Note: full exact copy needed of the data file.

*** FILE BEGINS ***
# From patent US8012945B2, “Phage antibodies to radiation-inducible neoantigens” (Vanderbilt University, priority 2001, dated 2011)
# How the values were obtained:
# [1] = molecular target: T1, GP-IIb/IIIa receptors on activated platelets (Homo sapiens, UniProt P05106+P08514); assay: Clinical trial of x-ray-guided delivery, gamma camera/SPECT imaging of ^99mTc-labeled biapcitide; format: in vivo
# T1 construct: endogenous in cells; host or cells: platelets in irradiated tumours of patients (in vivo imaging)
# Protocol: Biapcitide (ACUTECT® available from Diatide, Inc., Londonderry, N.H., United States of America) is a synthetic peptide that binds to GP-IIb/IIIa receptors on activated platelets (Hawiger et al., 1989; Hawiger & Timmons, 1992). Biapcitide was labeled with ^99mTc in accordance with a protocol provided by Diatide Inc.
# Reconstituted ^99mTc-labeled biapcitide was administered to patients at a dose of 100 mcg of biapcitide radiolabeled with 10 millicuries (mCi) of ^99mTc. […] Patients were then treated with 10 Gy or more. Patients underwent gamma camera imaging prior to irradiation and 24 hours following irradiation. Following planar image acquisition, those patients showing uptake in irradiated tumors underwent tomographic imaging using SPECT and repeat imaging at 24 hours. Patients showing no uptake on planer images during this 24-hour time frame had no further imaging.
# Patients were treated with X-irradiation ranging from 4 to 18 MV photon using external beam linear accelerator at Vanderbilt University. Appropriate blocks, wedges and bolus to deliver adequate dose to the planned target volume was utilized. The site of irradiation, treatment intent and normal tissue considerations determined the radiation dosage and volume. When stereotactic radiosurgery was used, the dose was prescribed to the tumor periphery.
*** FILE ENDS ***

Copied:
# From patent US8012945B2, “Phage antibodies to radiation-inducible neoantigens” (Vanderbilt University, priority 2001, dated 2011)
# How the values were obtained:
# [1] = molecular target: T1, GP-IIb/IIIa receptors on activated platelets (Homo sapiens, UniProt P05106+P08514); assay: Clinical trial of x-ray-guided delivery, gamma camera/SPECT imaging of ^99mTc-labeled biapcitide; format: in vivo
# T1 construct: endogenous in cells; host or cells: platelets in irradiated tumours of patients (in vivo imaging)
# Protocol: Biapcitide (ACUTECT® available from Diatide, Inc., Londonderry, N.H., United States of America) is a synthetic peptide that binds to GP-IIb/IIIa receptors on activated platelets (Hawiger et al., 1989; Hawiger & Timmons, 1992). Biapcitide was labeled with ^99mTc in accordance with a protocol provided by Diatide Inc.
# Reconstituted ^99mTc-labeled biapcitide was administered to patients at a dose of 100 mcg of biapcitide radiolabeled with 10 millicuries (mCi) of ^99mTc. […] Patients were then treated with 10 Gy or more. Patients underwent gamma camera imaging prior to irradiation and 24 hours following irradiation. Following planar image acquisition, those patients showing uptake in irradiated tumors underwent tomographic imaging using SPECT and repeat imaging at 24 hours. Patients showing no uptake on planer images during this 24-hour time frame had no further imaging.
# Patients were treated with X-irradiation ranging from 4 to 18 MV photon using external beam linear accelerator at Vanderbilt University. Appropriate blocks, wedges and bolus to deliver adequate dose to the planned target volume was utilized. The site of irradiation, treatment intent and normal tissue considerations determined the radiation dosage and volume. When stereotactic radiosurgery was used, the dose was prescribed to the tumor periphery.